STS at UWB - Frequently Asked Questions
What is STS?
Here at UW Bothell, we think of STS as being the study of how science and technology are made, and how they form part of social and political life. For us, STS stands for “Science, Technology and Society,” but it can also mean “Science and Technology Studies,” or even “Social Studies of Science and Technology.”
Who should choose STS?
The students who will most enjoy majoring in STS are those who are curious about the history of science and technology, who are concerned about ethical and policy issues related to new developments in science and technology, who want to understand the technical controversies they hear about in the news, or who are committed to making complicated technical subjects comprehensible to others.
What will I study as an STS major?
STS majors take courses that examine science and technology from a broad range of perspectives. In Understanding Statistics (BIS 315) and Science Methods and Practice (BES 301), students learn to think like a scientist – to formulate research hypotheses, collect data, and reason with numbers. In Science, Technology, and Society (BISSTS 307), the core class in the STS major, students learn to think like a social scientist, and to approach science as a social, cultural, and political practice. For their remaining STS courses, students choose classes that examine how social, scientific, and technological factors intertwine in areas ranging from environmental restoration to global health.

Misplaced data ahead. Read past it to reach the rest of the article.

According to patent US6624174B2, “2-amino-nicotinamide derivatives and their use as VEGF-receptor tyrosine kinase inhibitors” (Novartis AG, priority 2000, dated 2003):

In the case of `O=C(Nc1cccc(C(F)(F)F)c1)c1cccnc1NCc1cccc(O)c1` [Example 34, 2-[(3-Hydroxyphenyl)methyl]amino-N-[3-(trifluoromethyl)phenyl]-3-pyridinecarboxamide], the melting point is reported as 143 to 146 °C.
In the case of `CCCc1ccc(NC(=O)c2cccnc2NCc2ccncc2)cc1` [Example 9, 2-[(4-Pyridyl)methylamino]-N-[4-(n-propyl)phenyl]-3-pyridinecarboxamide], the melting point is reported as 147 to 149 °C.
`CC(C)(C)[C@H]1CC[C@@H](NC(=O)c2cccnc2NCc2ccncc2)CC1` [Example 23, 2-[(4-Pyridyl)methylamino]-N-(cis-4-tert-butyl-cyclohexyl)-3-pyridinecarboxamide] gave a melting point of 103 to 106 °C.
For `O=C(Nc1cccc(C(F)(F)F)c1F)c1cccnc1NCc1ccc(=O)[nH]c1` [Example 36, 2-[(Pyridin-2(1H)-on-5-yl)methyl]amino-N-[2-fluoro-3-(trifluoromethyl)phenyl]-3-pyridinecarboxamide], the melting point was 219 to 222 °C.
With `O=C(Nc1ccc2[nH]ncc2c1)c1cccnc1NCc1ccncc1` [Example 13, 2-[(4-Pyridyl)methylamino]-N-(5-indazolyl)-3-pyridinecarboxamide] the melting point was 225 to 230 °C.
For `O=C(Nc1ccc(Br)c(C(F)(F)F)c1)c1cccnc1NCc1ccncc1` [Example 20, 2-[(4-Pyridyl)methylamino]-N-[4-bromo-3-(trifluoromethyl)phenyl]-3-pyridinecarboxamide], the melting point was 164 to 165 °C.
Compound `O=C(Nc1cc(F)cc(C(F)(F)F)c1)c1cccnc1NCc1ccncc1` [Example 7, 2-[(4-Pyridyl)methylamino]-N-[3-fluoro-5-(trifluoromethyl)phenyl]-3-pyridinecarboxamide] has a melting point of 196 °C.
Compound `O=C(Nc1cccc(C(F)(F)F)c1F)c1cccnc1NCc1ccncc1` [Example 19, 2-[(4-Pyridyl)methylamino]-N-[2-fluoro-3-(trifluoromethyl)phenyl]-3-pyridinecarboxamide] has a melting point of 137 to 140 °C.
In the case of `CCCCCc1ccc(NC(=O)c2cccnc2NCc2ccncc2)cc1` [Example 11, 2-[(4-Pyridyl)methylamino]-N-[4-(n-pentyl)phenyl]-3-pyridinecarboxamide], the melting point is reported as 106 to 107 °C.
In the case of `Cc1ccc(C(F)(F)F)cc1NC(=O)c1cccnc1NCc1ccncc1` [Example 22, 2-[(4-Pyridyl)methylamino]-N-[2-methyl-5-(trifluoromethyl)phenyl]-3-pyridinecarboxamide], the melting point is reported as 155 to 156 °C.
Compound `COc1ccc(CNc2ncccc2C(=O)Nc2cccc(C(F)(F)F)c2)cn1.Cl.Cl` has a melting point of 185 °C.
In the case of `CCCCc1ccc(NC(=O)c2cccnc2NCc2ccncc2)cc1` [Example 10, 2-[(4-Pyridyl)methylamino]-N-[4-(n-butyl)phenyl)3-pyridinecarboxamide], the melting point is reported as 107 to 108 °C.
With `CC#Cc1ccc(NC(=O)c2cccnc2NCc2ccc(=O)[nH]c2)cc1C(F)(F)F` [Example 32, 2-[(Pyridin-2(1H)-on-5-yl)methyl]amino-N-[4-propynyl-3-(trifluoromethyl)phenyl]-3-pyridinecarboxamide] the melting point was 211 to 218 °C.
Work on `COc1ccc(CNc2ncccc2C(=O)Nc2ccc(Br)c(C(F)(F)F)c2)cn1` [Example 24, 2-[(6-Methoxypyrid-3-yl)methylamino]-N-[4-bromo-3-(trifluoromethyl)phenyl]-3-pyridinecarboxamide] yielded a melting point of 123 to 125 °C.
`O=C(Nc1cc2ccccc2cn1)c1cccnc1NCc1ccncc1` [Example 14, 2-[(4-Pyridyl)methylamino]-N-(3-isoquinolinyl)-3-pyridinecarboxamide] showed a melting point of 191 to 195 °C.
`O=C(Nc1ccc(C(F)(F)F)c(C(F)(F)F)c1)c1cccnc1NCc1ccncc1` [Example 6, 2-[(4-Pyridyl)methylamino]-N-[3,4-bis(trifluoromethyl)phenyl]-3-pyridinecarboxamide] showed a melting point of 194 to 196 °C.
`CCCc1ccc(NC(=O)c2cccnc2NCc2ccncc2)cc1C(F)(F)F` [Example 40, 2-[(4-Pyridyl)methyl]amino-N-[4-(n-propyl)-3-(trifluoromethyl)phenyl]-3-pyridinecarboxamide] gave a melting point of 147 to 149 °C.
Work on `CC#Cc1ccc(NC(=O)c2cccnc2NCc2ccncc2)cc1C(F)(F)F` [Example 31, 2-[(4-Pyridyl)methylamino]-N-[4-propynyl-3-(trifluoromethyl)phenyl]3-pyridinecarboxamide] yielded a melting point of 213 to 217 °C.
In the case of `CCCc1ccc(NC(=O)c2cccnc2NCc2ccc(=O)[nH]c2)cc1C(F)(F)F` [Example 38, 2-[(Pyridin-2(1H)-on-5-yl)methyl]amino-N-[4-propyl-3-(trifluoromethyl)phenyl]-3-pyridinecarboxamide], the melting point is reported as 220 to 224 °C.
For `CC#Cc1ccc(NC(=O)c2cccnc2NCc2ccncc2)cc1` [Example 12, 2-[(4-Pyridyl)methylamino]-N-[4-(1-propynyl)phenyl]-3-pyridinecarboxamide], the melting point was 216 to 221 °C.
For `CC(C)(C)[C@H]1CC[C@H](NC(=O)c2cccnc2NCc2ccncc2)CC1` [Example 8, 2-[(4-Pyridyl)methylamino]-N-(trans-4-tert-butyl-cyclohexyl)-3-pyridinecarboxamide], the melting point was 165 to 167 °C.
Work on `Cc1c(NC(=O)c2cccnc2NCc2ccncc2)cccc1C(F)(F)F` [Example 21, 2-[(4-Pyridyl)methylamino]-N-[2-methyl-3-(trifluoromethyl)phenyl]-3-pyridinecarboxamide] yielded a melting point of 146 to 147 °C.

How is STS different from S&T?
STS is a major field of study within the Interdisciplinary Arts and Sciences (IAS) Program. STS majors primarily take courses offered through the IAS program, including Interdisciplinary Inquiry (BIS 300) and the Portfolio Capstone (BIS 499). S&T refers to the Science and Technology Program, which has its own majors (like Biology and Electrical Engineering) and an independent set of degree requirements. Students in the STS program may take S&T classes to fulfill General Elective and Natural World requirements – just as S&T students may take STS courses to fulfill some of the requirements for their majors.
Will I learn to be a scientist in the STS major?
No. While students graduate with an excellent understanding of scientific reasoning and practices, the STS major is not designed for students wanting to work in a laboratory or go to graduate school in the natural sciences. Rather than mastering the principles and findings of a technical discipline, students learn the skills of social scientific analysis and how they can be applied to science, technology, medicine, and mathematics.
What kind of job can I get with a degree in STS?
STS majors are ideally suited for jobs that require the ability to both understand technical reasoning and analyze human behavior and social interactions. Depending on their interests, course choices, and other experiences such as internships, an STS major might pursue a career in sales and marketing for a high-tech company, become a policy analyst of a non-profit activist around issues of health, transportation, or the environment, or go into science education or journalism.
Can I go to graduate school with an STS degree?
Yes! Many U.S. universities (not to mention a larger number of European ones) offer master’s degrees and doctorates in Science and Technology Studies or closely related fields like History and Philosophy of Science. But STS majors are also well equipped for graduate programs in the social sciences and humanities, including anthropology, sociology, history, and policy studies, as well as for law school and M.B.A. programs.